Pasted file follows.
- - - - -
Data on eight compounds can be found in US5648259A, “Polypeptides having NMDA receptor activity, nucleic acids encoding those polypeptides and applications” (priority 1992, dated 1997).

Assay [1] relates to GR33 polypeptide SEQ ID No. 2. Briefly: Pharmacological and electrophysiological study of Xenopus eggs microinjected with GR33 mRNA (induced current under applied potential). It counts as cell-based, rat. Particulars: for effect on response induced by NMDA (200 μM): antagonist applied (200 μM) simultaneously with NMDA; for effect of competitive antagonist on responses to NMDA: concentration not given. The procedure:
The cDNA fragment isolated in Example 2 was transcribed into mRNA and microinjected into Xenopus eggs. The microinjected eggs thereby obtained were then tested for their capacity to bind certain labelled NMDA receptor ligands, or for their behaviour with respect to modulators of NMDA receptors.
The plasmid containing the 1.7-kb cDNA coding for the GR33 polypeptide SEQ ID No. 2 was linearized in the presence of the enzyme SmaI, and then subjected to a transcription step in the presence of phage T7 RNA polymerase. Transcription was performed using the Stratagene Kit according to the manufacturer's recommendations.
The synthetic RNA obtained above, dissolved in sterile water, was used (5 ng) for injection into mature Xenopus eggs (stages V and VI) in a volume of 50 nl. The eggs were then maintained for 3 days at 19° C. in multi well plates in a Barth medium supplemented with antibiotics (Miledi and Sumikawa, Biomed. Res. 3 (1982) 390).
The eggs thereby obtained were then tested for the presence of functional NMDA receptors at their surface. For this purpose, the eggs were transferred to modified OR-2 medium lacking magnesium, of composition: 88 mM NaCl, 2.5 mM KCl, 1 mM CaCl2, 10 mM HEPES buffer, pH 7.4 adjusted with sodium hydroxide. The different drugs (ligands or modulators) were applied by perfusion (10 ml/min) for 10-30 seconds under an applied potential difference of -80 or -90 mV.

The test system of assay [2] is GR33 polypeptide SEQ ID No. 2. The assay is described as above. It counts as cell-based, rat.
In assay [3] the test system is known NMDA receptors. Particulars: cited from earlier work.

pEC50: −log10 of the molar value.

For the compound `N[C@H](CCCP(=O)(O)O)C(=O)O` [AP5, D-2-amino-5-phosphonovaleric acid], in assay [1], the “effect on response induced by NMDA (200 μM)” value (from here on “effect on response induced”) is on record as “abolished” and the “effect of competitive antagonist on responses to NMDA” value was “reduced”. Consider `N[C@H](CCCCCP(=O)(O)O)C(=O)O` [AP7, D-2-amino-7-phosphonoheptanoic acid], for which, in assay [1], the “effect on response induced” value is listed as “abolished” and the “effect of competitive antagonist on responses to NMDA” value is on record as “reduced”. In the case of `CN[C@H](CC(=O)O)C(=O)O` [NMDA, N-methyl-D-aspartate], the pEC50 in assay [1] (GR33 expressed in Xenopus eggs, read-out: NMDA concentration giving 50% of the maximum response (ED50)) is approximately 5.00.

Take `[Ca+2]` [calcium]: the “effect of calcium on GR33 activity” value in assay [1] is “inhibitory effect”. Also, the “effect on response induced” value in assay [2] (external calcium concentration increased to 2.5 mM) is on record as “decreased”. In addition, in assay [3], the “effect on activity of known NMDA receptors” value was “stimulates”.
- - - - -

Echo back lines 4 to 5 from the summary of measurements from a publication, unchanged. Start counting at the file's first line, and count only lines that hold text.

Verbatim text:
The plasmid containing the 1.7-kb cDNA coding for the GR33 polypeptide SEQ ID No. 2 was linearized in the presence of the enzyme SmaI, and then subjected to a transcription step in the presence of phage T7 RNA polymerase. Transcription was performed using the Stratagene Kit according to the manufacturer's recommendations.
The synthetic RNA obtained above, dissolved in sterile water, was used (5 ng) for injection into mature Xenopus eggs (stages V and VI) in a volume of 50 nl. The eggs were then maintained for 3 days at 19° C. in multi well plates in a Barth medium supplemented with antibiotics (Miledi and Sumikawa, Biomed. Res. 3 (1982) 390).